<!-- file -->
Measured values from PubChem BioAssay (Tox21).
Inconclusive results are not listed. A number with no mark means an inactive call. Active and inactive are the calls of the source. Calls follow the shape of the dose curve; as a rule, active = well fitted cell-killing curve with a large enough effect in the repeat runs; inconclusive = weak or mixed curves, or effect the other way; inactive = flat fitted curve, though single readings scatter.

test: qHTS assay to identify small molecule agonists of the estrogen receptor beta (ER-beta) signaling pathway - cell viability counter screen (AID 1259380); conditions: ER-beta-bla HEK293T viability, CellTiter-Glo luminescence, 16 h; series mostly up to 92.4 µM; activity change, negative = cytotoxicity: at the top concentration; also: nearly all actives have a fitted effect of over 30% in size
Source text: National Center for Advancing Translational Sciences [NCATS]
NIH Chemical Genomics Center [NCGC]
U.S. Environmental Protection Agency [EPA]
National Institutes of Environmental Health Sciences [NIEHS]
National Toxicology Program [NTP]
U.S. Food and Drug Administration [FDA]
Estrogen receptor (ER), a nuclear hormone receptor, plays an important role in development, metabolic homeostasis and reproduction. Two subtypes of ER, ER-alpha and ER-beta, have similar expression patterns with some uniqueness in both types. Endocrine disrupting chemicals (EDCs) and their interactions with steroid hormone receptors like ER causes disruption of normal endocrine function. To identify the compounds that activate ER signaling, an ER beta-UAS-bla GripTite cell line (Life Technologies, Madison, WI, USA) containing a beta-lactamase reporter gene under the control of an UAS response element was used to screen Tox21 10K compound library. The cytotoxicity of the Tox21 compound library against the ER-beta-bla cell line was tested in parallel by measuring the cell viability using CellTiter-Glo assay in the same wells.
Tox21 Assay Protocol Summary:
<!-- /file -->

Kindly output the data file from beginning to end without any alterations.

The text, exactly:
Measured values from PubChem BioAssay (Tox21).
Inconclusive results are not listed. A number with no mark means an inactive call. Active and inactive are the calls of the source. Calls follow the shape of the dose curve; as a rule, active = well fitted cell-killing curve with a large enough effect in the repeat runs; inconclusive = weak or mixed curves, or effect the other way; inactive = flat fitted curve, though single readings scatter.

test: qHTS assay to identify small molecule agonists of the estrogen receptor beta (ER-beta) signaling pathway - cell viability counter screen (AID 1259380); conditions: ER-beta-bla HEK293T viability, CellTiter-Glo luminescence, 16 h; series mostly up to 92.4 µM; activity change, negative = cytotoxicity: at the top concentration; also: nearly all actives have a fitted effect of over 30% in size
Source text: National Center for Advancing Translational Sciences [NCATS]
NIH Chemical Genomics Center [NCGC]
U.S. Environmental Protection Agency [EPA]
National Institutes of Environmental Health Sciences [NIEHS]
National Toxicology Program [NTP]
U.S. Food and Drug Administration [FDA]
Estrogen receptor (ER), a nuclear hormone receptor, plays an important role in development, metabolic homeostasis and reproduction. Two subtypes of ER, ER-alpha and ER-beta, have similar expression patterns with some uniqueness in both types. Endocrine disrupting chemicals (EDCs) and their interactions with steroid hormone receptors like ER causes disruption of normal endocrine function. To identify the compounds that activate ER signaling, an ER beta-UAS-bla GripTite cell line (Life Technologies, Madison, WI, USA) containing a beta-lactamase reporter gene under the control of an UAS response element was used to screen Tox21 10K compound library. The cytotoxicity of the Tox21 compound library against the ER-beta-bla cell line was tested in parallel by measuring the cell viability using CellTiter-Glo assay in the same wells.
Tox21 Assay Protocol Summary: